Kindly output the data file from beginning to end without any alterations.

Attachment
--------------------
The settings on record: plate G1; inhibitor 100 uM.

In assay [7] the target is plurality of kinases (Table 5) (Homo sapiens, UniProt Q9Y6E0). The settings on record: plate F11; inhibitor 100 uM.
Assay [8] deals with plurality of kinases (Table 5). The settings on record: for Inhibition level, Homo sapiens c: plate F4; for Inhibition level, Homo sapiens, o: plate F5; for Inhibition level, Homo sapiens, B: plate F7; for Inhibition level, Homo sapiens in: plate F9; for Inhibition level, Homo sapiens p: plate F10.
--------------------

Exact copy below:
The settings on record: plate G1; inhibitor 100 uM.

In assay [7] the target is plurality of kinases (Table 5) (Homo sapiens, UniProt Q9Y6E0). The settings on record: plate F11; inhibitor 100 uM.
Assay [8] deals with plurality of kinases (Table 5). The settings on record: for Inhibition level, Homo sapiens c: plate F4; for Inhibition level, Homo sapiens, o: plate F5; for Inhibition level, Homo sapiens, B: plate F7; for Inhibition level, Homo sapiens in: plate F9; for Inhibition level, Homo sapiens p: plate F10.